DIO-Development Intelligence Organization
Training in the management of SDG 10 to reduce inequalities
The DIO has announced their intent to provide training in the appropriate analyses to address SDG 10 (reduction of inequalities). This will include an introduction into the new front in development economics known as the Real Incomes Approach. The Real Incomes Approach, sometimes referred to as Real Incomes Objective, or RIO, provides a specific clarity on the impacts of policies and, indeed, individual project design, on producer and consumer real incomes. It is therefore the most effective basis for analyzing the dynamics of SDG 10. RIO has a set of practical policy instruments to move towards a reduction in disparity while maintaining or increasing real incomes. Conventional development economics has remained a poor sister to conventional macroeconomics and is wholly reliant on the macroeconomic frameworks based on demand management. RIO was developed from the ground up, based on microeconomic principles which do not feature in conventional macroeconomic theory or practice.
|The IPL-International Poverty Line|
The international poverty line (IPL) is measured in currency units and represents the threshold under which an individual is considered to be living in poverty. It is calculated by taking the poverty threshold from each country—given the value of the goods needed to sustain one adult—and converting it into dollars. The current (2020) IPL is $1.90 per day.
A major limitation of this number is that it is based on macroeconomic statistics and does not really reflect the wellbeing of individuals in terms of purchasing power or real incomes. There is, for example no indication of the relative access to clean water, food, sanitation, power, abodes and conditions of health and access to education, most of which involve costs.
The attempt to adjust this has been to apply "purchasing power parity" which is the "basket of goods" being used to recalculate the IPL based on comparative costs of baskets working through the exchange rates. This international "norm" is usually demonstrated to not be particularly realistic or useful one reasonable data on household income and consumption data in low income segments of populations. As income levels fall, what constitutes a "basket", between income levels, vary significantly as a result of a high sensitivity of the price elasticities of consumption of goods. In many cases, the subsistence plus add hoc livelihood of many rural dwellers with access to use of land can mean low cash income does not indicate anything with respect to hunger. On the other hand, poor urban dwellers can have higher cash incomes and have very deficient diets and poor health.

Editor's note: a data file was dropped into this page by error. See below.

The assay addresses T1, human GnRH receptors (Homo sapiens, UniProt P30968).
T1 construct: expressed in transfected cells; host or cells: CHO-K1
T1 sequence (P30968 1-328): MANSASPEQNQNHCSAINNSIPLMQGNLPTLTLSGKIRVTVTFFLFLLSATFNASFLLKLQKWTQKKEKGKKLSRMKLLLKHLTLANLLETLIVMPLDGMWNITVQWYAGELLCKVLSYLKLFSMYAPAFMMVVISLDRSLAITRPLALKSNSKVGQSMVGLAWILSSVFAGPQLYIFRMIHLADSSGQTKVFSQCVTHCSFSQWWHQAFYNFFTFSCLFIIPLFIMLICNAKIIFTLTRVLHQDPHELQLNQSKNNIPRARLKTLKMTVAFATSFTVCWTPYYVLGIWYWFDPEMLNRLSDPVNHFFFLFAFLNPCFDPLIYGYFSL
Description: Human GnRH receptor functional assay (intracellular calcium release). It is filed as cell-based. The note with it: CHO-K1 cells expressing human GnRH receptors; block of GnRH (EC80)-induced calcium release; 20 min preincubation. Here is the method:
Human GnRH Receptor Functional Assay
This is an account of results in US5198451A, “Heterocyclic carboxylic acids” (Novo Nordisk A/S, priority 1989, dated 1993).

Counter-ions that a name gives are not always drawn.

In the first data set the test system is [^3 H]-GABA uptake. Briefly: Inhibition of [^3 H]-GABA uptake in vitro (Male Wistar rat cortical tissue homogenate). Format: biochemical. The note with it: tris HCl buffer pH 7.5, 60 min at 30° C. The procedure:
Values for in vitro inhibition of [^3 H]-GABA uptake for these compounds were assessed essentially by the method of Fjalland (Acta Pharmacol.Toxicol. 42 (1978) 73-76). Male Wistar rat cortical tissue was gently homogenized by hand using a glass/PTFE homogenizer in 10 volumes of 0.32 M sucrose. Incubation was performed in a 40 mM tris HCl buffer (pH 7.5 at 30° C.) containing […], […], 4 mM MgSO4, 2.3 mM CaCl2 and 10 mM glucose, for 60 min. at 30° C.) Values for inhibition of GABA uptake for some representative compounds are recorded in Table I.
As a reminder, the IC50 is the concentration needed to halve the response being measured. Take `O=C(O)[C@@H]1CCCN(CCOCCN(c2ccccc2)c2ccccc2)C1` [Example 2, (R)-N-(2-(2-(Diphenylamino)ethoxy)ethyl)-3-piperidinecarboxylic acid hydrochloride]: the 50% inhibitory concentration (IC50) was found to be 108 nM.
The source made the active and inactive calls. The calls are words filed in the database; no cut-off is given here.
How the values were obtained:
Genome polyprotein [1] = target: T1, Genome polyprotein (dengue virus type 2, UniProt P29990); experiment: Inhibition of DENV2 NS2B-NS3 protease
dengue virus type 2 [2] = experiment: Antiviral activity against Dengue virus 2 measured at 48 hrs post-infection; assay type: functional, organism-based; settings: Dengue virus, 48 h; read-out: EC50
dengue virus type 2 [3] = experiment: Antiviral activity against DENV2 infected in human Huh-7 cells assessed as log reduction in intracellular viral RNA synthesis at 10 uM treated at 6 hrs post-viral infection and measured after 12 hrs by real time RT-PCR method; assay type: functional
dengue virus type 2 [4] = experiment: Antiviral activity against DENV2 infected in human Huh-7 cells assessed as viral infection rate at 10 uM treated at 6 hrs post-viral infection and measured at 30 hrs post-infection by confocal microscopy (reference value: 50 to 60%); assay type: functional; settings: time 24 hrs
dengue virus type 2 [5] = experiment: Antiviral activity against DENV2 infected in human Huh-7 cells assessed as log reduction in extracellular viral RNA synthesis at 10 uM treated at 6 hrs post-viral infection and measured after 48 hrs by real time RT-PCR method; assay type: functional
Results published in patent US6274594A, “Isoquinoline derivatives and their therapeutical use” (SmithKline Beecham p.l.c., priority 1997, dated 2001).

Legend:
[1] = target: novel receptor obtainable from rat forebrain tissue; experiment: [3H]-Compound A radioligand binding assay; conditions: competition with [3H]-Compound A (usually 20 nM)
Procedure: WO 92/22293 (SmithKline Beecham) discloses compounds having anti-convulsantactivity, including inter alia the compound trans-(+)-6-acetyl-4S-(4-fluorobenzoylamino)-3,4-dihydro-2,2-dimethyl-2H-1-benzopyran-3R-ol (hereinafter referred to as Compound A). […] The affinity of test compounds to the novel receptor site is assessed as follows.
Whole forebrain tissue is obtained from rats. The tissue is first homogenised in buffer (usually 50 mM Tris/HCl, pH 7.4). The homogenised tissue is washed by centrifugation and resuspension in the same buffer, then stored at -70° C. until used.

Debt can be a significant issue for poor "self-employed" rural producers which can represent a significant erosion in income due to interest rates or discounts at time of repayment and macroeconomic framework policies are often associated with inflation.
For example in 2008 the IPL was set at $1.25 and raised in 2015 to $1.90. This represents a nominal rise of 52% or an equivalent annual inflation or fall in purchasing power of the currency of 8.75% p.a.
Since the inflation rate across low income countries varied between 0.5% to 35% and in dollar terms has been below 5%, in terms granular representation of reality "on the ground" the IPL appears to be somewhat arbitrary.
The lack of a coherent determinant macroeconomic economic model to relate interest rates, exchange rates and inflation means that in practical terms the use of the IPL to estimate the proportions of the world's population living in poverty, or the numbers raised from poverty as a result of "economic growth" is, in many cases, misleading and often underestimates the degree of actual poverty.
The objective of DIO is to provide the macroeconomic context and background to RIO for policy makers to understand how the specific policy instruments can be used to ensure that projects addressing SDG 10 can have more impact while enhancing growth in national incomes with reduced disparity of real incomes.
Observations by Nevit Turk, Economics Correspondent, Agence Presse Européenne, Paris.
This training course is intended for policy makers and individuals who manage economic analyses and appraisals of project designs. The need has arisen because the project preparation sections of the majority of existing guidelines for project cycle management issued by leading donors and international funding agencies have not been adjusted to respond to the requirements of Agenda 2030. For example these guidelines still recommend one of the following bases for determining economic rates of return to projects: